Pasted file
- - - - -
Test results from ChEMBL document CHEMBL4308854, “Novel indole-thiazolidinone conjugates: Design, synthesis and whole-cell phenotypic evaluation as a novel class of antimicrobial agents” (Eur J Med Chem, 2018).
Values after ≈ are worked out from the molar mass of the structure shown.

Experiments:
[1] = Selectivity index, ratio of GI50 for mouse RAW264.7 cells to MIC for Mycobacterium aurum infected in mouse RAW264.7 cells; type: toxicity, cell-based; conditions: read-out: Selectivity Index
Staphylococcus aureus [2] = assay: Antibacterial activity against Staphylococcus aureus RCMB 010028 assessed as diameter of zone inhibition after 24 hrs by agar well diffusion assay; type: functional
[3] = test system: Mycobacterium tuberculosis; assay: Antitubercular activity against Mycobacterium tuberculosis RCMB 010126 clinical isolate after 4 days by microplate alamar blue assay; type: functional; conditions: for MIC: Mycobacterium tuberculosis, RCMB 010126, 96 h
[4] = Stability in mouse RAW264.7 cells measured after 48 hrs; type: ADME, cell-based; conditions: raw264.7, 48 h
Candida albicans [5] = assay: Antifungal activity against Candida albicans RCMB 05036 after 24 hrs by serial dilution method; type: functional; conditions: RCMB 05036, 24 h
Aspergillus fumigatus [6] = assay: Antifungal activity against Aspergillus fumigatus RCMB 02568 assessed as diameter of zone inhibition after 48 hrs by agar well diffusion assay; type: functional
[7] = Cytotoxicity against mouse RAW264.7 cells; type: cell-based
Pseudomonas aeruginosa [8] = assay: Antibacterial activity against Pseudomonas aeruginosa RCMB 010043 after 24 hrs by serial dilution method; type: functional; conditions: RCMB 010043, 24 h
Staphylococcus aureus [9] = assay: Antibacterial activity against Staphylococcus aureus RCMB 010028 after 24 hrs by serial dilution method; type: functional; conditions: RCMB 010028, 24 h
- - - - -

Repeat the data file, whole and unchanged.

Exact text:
Test results from ChEMBL document CHEMBL4308854, “Novel indole-thiazolidinone conjugates: Design, synthesis and whole-cell phenotypic evaluation as a novel class of antimicrobial agents” (Eur J Med Chem, 2018).
Values after ≈ are worked out from the molar mass of the structure shown.

Experiments:
[1] = Selectivity index, ratio of GI50 for mouse RAW264.7 cells to MIC for Mycobacterium aurum infected in mouse RAW264.7 cells; type: toxicity, cell-based; conditions: read-out: Selectivity Index
Staphylococcus aureus [2] = assay: Antibacterial activity against Staphylococcus aureus RCMB 010028 assessed as diameter of zone inhibition after 24 hrs by agar well diffusion assay; type: functional
[3] = test system: Mycobacterium tuberculosis; assay: Antitubercular activity against Mycobacterium tuberculosis RCMB 010126 clinical isolate after 4 days by microplate alamar blue assay; type: functional; conditions: for MIC: Mycobacterium tuberculosis, RCMB 010126, 96 h
[4] = Stability in mouse RAW264.7 cells measured after 48 hrs; type: ADME, cell-based; conditions: raw264.7, 48 h
Candida albicans [5] = assay: Antifungal activity against Candida albicans RCMB 05036 after 24 hrs by serial dilution method; type: functional; conditions: RCMB 05036, 24 h
Aspergillus fumigatus [6] = assay: Antifungal activity against Aspergillus fumigatus RCMB 02568 assessed as diameter of zone inhibition after 48 hrs by agar well diffusion assay; type: functional
[7] = Cytotoxicity against mouse RAW264.7 cells; type: cell-based
Pseudomonas aeruginosa [8] = assay: Antibacterial activity against Pseudomonas aeruginosa RCMB 010043 after 24 hrs by serial dilution method; type: functional; conditions: RCMB 010043, 24 h
Staphylococcus aureus [9] = assay: Antibacterial activity against Staphylococcus aureus RCMB 010028 after 24 hrs by serial dilution method; type: functional; conditions: RCMB 010028, 24 h